Pay commission cannot be substitute for collective bargaining – Impact
Conference hears that commission cannot be used to treat some groups more equally than others
Impact’s general secretary said all workers in the public service had their pay cut together under financial emergency legislation, known as Fempi (Financial Emergency Measures in the Public Interest). Photograph: Alan Betson
The country’s largest public service trade union has said it will not accept the Government’s planned new Public Service Pay Commission as a substitute for pay rounds negotiated through collective bargaining.
Addressing the biennial conference of the trade union Impact in Killarney, its deputy general secretary Kevin Callinan also maintained it would never accept the proposed commission as a means for some groups to “circumvent agreements and be treated more equally than others”.
He highlighted a report in The Irish Times this week that some Government figures believed that special increases should be awarded to categories of public servants who were “in demand” and where there were shortages of staff.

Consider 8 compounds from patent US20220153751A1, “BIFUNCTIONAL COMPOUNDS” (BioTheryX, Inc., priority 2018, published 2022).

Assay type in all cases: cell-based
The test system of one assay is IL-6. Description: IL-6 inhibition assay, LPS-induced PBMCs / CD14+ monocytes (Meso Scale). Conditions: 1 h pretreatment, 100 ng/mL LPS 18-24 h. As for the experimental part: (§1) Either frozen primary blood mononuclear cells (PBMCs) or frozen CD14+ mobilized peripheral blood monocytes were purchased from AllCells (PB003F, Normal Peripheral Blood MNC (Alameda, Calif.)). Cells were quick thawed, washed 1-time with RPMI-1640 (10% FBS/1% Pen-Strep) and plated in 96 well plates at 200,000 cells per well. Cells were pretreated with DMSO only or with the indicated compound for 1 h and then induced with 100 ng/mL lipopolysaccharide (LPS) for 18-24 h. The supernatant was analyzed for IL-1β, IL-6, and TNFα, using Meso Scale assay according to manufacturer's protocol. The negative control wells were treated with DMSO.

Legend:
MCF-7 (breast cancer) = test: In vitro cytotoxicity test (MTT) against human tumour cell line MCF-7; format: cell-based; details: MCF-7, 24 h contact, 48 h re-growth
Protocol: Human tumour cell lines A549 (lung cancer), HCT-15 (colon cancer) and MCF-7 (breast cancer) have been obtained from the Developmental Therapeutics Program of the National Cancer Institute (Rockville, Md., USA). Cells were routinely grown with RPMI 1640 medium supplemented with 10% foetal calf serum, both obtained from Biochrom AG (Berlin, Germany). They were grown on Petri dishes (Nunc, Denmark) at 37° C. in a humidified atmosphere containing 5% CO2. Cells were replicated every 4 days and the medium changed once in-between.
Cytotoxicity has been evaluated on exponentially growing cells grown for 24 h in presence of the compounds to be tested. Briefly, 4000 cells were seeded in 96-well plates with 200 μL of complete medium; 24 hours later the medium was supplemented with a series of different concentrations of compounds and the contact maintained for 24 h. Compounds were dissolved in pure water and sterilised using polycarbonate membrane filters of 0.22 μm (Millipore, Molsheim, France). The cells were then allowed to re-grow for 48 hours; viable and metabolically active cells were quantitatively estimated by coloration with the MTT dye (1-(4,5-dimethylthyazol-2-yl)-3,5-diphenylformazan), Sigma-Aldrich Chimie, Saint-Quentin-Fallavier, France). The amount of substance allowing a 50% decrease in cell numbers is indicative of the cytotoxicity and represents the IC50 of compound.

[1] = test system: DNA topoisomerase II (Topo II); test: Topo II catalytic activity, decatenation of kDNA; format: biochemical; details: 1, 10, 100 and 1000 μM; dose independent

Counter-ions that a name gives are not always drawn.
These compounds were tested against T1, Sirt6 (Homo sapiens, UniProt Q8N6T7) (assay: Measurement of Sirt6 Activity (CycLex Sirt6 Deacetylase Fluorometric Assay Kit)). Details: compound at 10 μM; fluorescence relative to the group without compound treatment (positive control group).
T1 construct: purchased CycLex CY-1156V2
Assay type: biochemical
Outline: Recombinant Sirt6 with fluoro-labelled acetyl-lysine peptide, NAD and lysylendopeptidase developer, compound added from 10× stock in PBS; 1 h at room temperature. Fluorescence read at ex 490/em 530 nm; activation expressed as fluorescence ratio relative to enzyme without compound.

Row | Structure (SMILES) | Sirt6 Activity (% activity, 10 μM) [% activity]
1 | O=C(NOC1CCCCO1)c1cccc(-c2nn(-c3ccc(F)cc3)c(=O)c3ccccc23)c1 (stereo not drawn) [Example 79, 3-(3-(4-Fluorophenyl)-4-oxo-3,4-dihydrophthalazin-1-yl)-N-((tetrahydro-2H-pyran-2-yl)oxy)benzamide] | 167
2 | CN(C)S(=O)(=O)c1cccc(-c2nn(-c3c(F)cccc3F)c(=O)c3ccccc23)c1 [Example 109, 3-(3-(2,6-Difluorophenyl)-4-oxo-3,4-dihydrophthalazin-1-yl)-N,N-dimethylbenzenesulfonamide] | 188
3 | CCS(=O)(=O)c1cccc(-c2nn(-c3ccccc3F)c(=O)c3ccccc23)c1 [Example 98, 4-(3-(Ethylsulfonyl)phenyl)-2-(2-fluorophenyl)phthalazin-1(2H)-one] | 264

“In case they (the Government ) don’t get it, let me make it very clear; Impact is not leaving anyone behind on the journey to pay recovery.”
Mr Callinan said all workers in the public service had their pay cut together under financial emergency legislation, known as Fempi (Financial Emergency Measures in the Public Interest).
“We were all Fempied together and we will all exit from Fempi together.”
Impact general secretary Shay Cody warned that a return to leap-frogging claims by public service groups would “inevitably generate public hostility and risk a renewed outbreak of the public v private conflict that ultimately did so much damage to workers in both sector during the crisis years”.
Mr Cody urged the continuation of an overall approach to pay determination that covered all public service grades and professions and “considered all the issues in the round”.
“Every claim conceded leaves fewer resources to meet others”, he said.
Mr Cody said leap-frogging claims in the past often rewarded the strongest rather than the most vulnerable or deserving.
“It is not always correct to assume that those able to articulate the most compelling case to journalists, politicians or the public necessarily have the strongest claim either to past injustice or future improvement.
“Moreover, seemingly straightforward solutions to even the most deeply-felt grievances can have unintended consequences.”